The main aim of “the suave gentlemen from the West,” in Sidorchik’s view, is to replace Assad with a leader that will be loyal to the U.S. and its allies no matter how many people may die in the civil war. “We should understand that people in Syria are being killed not by international terrorists but respectable diplomats from the U.S. Department of State and the foreign offices of Britain and France,” he wrote.
AIF also quoted the head of the International Affairs Committee of the lower house of Russian parliament, Alexei Pushkov, who called for divesting Obama of the Nobel peace prize in case the U.S. attacks Syria without the U.N. sanction.
In an interview with AIF, the President of the Moscow-based Institute of the Middle East, Yevgeny Satanovsky, did not rule out that an overthrow of a government in the Middle East can be followed with strikes against Russia and China in the future.
He also pointed out that there is an information war fought between Assad’s opponents and proponents.
“The media are not a source of information anymore, they have become propaganda instruments,” he said.
Satanovsky is not the only Russian commentator anticipating attacks against Russia and speaking of the political bias of the media covering the Syrian conflict.
“The ball of the Arab Spring is rolling to Iran and then to our North Caucasus,” Alexei Mitrofanov, the head of the Information Policy Committee of the lower house of Russian parliament, said at a press conference in Moscow. “What we see in the Middle East is the cleansing of military regimes orientated largely towards the Soviet Union. The U.S. wants to have weak regimes rule. Anyone in place of Assad will do for them.”
Russia and the U.S., he said, are on the opposite sides of the barricades. “The West’s propaganda is very simple: They claim that Assad is a bloody dictator and Russia supports him,” he said. “They report Moscow’s statements but Russia’s position is never backed by American commentators.”
“Most of the Russian commentators are trying hard to debunk the rationale behind the West’s position,” says Vladimir Sukhoi, who was the bureau chief of Channel One in Washington D.C. from 1998 to 2003. “Almost no one is trying to find a kernel of truth in the statements made by Obama or other Western leaders. Even if the West is right on something, we won’t admit that and will keep making the same point about the violation of international law in every newspaper and on every channel.”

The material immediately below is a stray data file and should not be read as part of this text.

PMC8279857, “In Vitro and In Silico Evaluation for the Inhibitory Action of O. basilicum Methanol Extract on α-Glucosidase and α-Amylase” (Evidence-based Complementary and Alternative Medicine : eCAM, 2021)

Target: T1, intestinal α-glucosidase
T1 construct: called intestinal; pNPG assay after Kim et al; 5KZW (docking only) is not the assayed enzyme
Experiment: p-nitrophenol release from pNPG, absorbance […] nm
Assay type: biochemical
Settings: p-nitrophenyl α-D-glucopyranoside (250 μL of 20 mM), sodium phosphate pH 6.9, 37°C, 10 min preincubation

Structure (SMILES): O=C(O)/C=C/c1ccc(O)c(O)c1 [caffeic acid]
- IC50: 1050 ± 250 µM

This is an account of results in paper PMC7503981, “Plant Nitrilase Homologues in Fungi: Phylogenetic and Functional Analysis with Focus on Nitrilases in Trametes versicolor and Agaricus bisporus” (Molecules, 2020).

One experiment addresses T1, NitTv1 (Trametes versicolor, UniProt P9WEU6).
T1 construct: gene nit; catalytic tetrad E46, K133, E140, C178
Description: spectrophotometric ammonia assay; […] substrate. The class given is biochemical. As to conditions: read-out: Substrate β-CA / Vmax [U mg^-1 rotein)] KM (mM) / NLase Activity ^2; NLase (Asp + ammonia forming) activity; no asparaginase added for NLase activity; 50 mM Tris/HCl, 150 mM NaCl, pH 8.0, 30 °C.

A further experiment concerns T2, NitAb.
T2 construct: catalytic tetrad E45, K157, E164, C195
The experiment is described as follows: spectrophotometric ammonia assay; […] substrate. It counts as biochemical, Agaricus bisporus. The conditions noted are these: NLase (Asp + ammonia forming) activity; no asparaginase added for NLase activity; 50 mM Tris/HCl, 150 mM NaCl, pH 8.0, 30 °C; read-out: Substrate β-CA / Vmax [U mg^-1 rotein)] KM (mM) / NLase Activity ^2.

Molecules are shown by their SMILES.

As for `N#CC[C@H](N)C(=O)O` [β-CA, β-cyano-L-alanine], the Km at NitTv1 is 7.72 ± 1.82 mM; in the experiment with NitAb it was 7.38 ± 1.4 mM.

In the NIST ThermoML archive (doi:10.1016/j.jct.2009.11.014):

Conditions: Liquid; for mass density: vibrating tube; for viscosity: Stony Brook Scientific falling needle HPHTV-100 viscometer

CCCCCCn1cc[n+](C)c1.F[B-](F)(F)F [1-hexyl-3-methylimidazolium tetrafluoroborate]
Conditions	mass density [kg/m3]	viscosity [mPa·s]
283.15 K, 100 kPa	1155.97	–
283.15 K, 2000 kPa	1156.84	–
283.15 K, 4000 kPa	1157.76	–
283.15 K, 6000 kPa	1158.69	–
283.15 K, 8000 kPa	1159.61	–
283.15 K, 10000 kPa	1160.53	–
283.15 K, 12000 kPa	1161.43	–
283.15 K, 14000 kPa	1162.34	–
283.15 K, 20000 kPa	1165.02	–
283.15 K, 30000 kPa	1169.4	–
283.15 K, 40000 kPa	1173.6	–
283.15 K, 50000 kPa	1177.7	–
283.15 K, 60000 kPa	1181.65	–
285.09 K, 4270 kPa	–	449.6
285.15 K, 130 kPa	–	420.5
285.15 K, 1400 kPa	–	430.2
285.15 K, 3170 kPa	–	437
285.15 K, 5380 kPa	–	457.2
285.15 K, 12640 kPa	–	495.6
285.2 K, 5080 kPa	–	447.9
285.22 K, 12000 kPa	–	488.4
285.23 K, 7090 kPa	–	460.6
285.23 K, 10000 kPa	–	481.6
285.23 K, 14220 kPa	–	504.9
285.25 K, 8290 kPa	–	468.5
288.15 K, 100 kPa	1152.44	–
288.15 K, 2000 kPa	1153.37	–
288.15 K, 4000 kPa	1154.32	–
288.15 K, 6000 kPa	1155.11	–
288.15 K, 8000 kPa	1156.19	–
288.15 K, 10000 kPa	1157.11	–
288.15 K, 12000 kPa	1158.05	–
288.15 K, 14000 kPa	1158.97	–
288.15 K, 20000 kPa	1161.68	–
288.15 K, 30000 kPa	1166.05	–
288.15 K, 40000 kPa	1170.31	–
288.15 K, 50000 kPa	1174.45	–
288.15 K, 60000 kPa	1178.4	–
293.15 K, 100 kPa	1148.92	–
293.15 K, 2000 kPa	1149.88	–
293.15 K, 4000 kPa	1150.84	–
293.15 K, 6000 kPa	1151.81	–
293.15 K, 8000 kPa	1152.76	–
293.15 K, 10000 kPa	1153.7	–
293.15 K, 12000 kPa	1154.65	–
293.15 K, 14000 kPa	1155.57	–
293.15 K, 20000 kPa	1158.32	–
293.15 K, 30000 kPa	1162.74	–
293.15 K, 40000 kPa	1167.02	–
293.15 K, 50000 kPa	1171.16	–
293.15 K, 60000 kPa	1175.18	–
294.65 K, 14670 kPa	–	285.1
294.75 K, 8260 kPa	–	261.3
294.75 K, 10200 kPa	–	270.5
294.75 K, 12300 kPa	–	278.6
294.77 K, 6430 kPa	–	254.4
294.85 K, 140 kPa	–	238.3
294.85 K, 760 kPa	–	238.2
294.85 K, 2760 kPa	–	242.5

Focusing on the consequences of a new intervention
The focus of debate in the U.S. press is different than that in the mainstream Russian media, in Sukhoi’s opinion. “The main theme is retaliation in order to make it clear to the Syrian regime that it can’t use chemical weapons, especially against its own people,” Sukhoi says.
Unlike in Russia, he adds, in the U.S. the idea that human rights have a priority over sovereignty has dominated public discourse since the military operation in Yugoslavia.
A recent story on The New York Times website outlines the main challenge the U.S. faces pretty clearly: “For the United States, the challenge is to deliver the intended message to Mr. Assad without opening the door to a takeover by rebels linked to Al Qaeda, the collapse of state institutions, or a major escalation by Syria’s allies. Skeptics doubt that the United States — or anyone else — has the information to calibrate the attack that precisely.”
The Washington Post cites military experts raising doubts as to whether the U.S. actually has a coherent strategy in Syria.
“Former and current officers, many with the painful lessons of Iraq and Afghanistan on their minds, said the main reservations concern the potential unintended consequences of launching cruise missiles against Syria,” WP’s Ernesto Londoño wrote. “Getting drawn into the Syrian war, they fear, could distract the Pentagon in the midst of a vexing mission: Its exit from Afghanistan, where U.S. troops are still being killed regularly.”
“Americans are writing about why a strike should be made, what the consequences will be, why Assad could have used chemical weapons, whether he used it before,” Vladimir Sukhoi says. “Our press prefers not to consider what Assad has done and focuses on why the West wants another war, why it violates the U.N. Charter, why it instigated the Arab Spring and so on.”
Likewise, The Chicago Tribune's columnist Rachel Marsden warns against the consequences of the Syrian intervention and, at the same time, makes an attempt to shift all responsibility for the Syrian crisis to Russia.
"This self-sacrificial impetus to take on all the world's ills needs to stop, particularly when the crisis of conscience belongs in someone else's dacha," she writes. "Syria isn't America's problem to fix -- it's Russia's. So why is the Obama administration refusing to say this? It's unfathomable that Kerry didn't even mention Russia and its regional and moral responsibilities during his entire press conference statement."
"Still, why blow an opportunity to make Russia pull its weight and, in doing so, take a load off your own plate?" she said. "Historically and militarily, Syria clearly falls into Russia's sphere of influence. And the longer the Syrian mess drags on, the greater the risk of regional Al Qaeda factions taking a little road trip to join their Chechen Islamist brothers in crashing the Sochi Olympics early next year - and not to watch the hockey or bobsledding. America's message right now shouldn't be directed at Assad, but rather at the other self-declared adult in the room: Russia."